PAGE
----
by Magda Szabó, translated by George Szabo
reviewed by Ophelia John
Magda Szabó (1917-2007) published novels, works for children, verse, drama, and essays in her native Hungarian over a career that included publication in forty-two countries and the Prix Femina Étranger (2003). In 1949, Szabó received one of Hungary’s highest literary honors, the Baumgarten prize, only to have it withdrawn that same day as she was declared an enemy of the new Communist state. Her books would be blocked from publication for the next seven years.
Of Szabó’s many works, two have come to the recent attention of readers in the United States. The first, Len Rix’s 2005 retranslation of The Door (1987), reached the US in 2015. An incandescent portrait of a fierce old woman named Emerence who manages the narrator’s household, the book’s title refers to the always-locked door of Emerence’s own home, behind which are hidden physical memories of Hungary’s WWII years and the brutal Stalinist period (1949-1956). Although The Door depends, to an extent, upon a grasp of midcentury Hungarian history, the exquisite self-interrogations of the narrator lead the reader straight into the emotional gut-punch of the ending. The much earlier Iza’s Ballad (1963; English translation 2016 by George Szirtes) shares many elements with The Door, including the alienating quality of modern urban life, the casting of older people as emotional and tied to the past, a “selfish” professional woman, and an unacknowledged secret. Divided into four sections, the point of view largely moves between Iza, her mother Ettie (usually called “the old woman”), and her ex-husband Antal, but also dips distractingly into the perspectives of several minor characters.
Following the death of her father Vince, lovely, competent Iza takes charge of her mother’s life, moving her out of the village and into a room in Iza’s own apartment in Budapest. The focus then moves to Antal, a kind man who is still fond of his former in-laws. Like Iza, he is a physician; unlike her, he still works at the village hospital. When the time frame shifts to Antal’s childhood, we learn that he is the child of a laborer who died in a brutal work accident, upon which the boy received a scholarship to attend primary school—and book money from Iza’s father, a left-leaning judge who was forcibly retired during the right-wing 1920s. Antal learns of his benefactor’s political disgrace in 1933, meets and falls in love with Iza in 1941, and marries her in 1948.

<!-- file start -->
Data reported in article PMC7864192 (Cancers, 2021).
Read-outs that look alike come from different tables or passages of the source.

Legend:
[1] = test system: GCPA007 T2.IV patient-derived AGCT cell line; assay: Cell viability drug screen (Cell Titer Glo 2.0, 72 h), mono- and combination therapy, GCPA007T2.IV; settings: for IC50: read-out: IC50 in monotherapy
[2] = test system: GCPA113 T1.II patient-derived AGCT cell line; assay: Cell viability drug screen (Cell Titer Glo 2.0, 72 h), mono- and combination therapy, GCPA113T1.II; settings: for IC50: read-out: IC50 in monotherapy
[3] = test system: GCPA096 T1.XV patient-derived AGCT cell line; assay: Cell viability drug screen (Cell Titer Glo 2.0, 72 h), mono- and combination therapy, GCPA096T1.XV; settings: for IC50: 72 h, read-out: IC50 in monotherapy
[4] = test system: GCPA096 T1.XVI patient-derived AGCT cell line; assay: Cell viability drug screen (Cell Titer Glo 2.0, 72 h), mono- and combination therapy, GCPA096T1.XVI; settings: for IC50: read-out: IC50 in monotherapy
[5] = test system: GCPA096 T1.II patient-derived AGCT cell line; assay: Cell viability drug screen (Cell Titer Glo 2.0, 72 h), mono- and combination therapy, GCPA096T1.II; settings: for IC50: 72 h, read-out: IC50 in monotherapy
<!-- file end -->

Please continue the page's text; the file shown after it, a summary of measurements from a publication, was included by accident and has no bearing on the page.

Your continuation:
The story math, while slight, helps to situate the reader and portray the characters as political, rather than personal, entities. This, however, is also where the novel falters a bit in translation; presumably a Hungarian reader would instantly grasp the specific meaning of these dates, but an English-language reader has little context within the novel. In particular, the title is a missed opportunity. Originally Pilátus, or (Pontius) Pilate, the Hungarian title is a clarification of Iza’s essentially political nature—she absorbed her father’s defeats as a child and therefore conducts her life as a soldier for the cause. But it is not until the end of the novel, after many pages of a growing uneasy feeling, that the central conceit becomes clear. Why has Iza uprooted her elderly, peasant-like mother from the village and all that she knows, why does she leave her alone and friendless in a city apartment full of appliances that she is afraid to operate? That the old woman suffers from this transplantation, and ultimately will die of it, is clear to the reader; that Iza deliberately harms her mother is less certain. Rather, like Pilate, she carries out her duty while remaining blind to the ultimate result of her actions. In the chilling final pages, the scales fall from the eyes of Iza’s new boyfriend, Domokos, and he, like Antal before him, realizes that he must leave her or die. Iza is left free of all relationships, restless, utterly modern, with all the time in the world to focus on her work—just as she once chose to focus on revolutionary politics to the detriment of her first love. Yet even after both men’s epiphanies are detailed, Iza—in contrast to the other characters—remains unknowable.
With the benefit of a half-century of distance, Iza’s Ballad can also be read as practice for the masterfully crafted, thematically similar The Door. A passage from the middle, when Antal was still a “thickset fourteen-year-old peasant boy,” best illustrates the earlier novel’s style and scope:
As soon as he was outside the door Antal said something truly terrible about Mr Bérczes [Antal’s father’s employer], the kind of thing his father was screaming on his deathbed, then leaned against the iron railings that ran alongside the wooden steps in exactly the same way as they had done a good century and a half ago when the school was first rebuilt after the fire, and kissed it as though it were a living creature with a mouth.
Szabó plumbs every detail to create a slow-burning political and architectural portrait of rural Hungary, and then surprises with a character’s startling, vivid gesture. While the time and place of Iza’s Ballad have since vanished, its essential human questions have not.
Published on October 16, 2017